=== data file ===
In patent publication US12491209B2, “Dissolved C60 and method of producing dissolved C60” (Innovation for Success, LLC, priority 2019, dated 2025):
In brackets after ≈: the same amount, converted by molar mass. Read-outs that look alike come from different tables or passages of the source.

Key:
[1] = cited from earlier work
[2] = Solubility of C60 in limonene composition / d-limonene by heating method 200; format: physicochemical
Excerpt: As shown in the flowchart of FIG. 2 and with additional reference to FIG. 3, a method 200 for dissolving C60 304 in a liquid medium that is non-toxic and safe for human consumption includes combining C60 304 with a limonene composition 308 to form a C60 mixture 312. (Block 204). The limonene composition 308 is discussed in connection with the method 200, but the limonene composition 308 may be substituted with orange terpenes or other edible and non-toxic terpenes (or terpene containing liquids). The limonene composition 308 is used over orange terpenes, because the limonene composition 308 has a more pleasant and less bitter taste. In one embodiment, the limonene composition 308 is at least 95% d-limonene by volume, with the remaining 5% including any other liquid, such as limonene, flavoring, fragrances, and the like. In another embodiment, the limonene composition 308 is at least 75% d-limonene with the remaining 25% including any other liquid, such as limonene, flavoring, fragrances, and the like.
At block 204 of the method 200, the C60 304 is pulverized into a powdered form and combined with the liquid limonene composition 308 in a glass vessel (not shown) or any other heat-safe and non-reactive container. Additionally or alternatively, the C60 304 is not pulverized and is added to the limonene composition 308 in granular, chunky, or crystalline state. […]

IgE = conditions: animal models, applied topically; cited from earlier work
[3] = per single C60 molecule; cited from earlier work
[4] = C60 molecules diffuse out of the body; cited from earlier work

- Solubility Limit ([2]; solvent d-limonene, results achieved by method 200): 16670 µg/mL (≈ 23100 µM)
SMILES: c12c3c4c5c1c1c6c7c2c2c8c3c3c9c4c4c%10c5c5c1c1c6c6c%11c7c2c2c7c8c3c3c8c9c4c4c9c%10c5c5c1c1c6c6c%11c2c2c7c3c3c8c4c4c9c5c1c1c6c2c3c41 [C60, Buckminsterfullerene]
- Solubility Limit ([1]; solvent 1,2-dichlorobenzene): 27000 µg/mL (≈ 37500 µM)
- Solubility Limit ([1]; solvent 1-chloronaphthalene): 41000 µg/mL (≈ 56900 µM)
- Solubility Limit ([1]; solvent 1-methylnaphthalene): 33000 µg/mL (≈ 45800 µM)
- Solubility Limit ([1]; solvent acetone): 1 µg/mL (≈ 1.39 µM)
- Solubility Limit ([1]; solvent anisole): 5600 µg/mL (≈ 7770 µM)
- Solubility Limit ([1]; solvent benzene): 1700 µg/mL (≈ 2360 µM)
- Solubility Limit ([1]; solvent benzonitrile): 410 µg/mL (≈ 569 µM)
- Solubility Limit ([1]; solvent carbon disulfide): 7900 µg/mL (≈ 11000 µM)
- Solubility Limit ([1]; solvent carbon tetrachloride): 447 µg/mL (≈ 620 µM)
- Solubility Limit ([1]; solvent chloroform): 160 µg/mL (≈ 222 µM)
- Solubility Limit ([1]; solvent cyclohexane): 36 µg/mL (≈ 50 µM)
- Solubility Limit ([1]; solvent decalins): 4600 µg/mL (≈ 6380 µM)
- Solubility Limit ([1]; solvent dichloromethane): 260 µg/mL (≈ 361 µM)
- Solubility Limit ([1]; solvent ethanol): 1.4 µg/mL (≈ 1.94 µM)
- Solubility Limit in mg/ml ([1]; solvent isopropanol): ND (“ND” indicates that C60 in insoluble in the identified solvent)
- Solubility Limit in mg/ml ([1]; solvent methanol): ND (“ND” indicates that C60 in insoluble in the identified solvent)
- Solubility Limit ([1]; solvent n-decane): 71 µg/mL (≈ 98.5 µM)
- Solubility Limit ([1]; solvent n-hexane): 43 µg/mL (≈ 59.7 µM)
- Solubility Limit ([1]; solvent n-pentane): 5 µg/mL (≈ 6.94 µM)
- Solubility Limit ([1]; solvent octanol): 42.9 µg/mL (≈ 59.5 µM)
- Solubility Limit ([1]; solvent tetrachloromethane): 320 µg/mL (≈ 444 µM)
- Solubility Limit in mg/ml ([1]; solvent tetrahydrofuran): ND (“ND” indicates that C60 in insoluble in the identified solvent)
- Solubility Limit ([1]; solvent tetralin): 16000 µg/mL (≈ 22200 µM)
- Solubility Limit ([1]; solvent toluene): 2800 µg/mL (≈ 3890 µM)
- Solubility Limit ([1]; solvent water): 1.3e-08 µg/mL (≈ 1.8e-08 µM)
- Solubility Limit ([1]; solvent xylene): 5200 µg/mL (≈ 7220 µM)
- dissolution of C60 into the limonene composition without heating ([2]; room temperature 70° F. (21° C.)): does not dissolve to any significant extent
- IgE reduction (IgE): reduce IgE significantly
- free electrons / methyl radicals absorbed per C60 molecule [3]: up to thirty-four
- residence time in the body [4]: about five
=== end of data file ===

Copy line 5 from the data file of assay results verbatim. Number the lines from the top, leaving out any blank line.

[2] = Solubility of C60 in limonene composition / d-limonene by heating method 200; format: physicochemical